We arrived into Levisham Station with a couple of minutes to spare for the impending northbound train. I hadn’t really planned it to be that way but in the back of my mind, if we did arrive at 12:20 then we would get to see two trains if we took an hours lunch break. So once the quietness returned we sat down to a fine cuppa tea and our sandwiches. The kiosk at Levisham does some pretty fine cakes. Just like the ones I remembered from childhood village fetes/events where the village halls were decked out with a grand spread! Once fed and watered we were ready for the journey home. After an initial climb up the side of the valley, it was a gently amble down to around half way back. At which point we came across some adept chickens. When they saw us they set off with purpose and got to the footbridge that had a gate on it but nimbly hopped around it and then headed for the local farm yard. I complimented Farmer on his ninja chickens. Crossing over the line and before another climb up I took some pics of a railway cottage that oozed so much NER character and the sight of a station that disappeared not long after the line opened.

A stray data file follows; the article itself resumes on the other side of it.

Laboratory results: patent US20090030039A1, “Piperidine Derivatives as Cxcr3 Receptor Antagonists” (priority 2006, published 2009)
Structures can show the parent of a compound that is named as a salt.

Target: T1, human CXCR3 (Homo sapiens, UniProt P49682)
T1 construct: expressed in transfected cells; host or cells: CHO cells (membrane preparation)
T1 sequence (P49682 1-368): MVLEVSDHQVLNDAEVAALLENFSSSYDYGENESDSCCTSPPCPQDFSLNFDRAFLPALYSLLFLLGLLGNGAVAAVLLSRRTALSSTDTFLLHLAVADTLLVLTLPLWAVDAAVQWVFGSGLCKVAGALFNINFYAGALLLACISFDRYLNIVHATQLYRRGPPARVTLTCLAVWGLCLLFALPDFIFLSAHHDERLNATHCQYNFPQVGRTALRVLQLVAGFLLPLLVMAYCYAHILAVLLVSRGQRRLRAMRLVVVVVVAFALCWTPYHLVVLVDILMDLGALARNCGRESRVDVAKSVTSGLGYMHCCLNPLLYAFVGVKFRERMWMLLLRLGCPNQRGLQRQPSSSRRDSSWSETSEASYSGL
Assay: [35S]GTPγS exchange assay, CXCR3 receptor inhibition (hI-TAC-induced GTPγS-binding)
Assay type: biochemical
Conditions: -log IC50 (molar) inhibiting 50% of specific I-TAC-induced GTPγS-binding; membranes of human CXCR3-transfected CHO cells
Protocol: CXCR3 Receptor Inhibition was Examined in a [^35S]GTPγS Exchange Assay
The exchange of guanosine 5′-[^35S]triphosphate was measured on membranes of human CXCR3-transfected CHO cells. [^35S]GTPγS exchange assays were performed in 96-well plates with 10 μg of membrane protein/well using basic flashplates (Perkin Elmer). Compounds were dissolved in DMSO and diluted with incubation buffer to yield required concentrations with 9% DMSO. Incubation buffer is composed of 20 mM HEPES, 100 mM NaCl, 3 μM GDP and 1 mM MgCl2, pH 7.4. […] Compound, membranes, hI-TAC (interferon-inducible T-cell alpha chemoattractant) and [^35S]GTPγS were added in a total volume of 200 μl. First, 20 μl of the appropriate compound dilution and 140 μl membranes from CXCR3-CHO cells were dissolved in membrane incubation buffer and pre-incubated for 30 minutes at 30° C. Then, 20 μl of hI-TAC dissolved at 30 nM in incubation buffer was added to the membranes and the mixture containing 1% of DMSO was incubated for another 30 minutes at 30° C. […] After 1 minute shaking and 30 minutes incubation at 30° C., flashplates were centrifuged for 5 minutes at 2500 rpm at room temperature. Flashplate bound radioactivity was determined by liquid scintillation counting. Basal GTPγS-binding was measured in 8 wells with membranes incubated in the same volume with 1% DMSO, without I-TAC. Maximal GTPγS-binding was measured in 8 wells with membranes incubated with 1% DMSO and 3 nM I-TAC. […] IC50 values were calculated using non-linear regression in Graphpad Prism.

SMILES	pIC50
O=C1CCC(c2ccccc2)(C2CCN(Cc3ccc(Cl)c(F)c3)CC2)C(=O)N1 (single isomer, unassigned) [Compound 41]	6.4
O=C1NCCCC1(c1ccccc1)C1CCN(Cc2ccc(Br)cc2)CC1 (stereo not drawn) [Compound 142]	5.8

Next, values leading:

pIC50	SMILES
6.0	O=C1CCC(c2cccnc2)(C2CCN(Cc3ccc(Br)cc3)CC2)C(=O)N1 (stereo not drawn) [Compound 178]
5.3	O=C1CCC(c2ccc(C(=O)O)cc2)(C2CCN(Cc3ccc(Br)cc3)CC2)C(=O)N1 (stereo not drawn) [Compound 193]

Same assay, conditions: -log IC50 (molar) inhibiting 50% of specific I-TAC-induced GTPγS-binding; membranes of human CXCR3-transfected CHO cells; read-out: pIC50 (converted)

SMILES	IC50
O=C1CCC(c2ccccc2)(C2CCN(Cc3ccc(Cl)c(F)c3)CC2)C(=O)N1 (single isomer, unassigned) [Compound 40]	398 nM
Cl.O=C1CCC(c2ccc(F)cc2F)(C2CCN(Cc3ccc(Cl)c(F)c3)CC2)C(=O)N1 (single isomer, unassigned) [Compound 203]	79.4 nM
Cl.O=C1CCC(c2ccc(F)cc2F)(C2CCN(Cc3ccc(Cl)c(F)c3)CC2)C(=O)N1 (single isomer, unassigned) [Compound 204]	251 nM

I’ll go on a bit of a digression. There were so many modelling dioramas that I could have recorded. From the buildings at Levisham, to signals out in the countryside. The little bridges the line crosses and the becks that flow the water off the moors. There’s just so much. Then my mind wanders and there is a bit of a battle between what I am seeing now and what it would have been like when the line was active. Yes I know the two things couldn’t be further apart, but in my mind there is a link there. The fact that the purpose has changed for the line, life still goes on around it. The fact it was saved doesn’t lessen the purpose of the railway. I want to return to document some of the things that interest me. But that will have to wait for another day.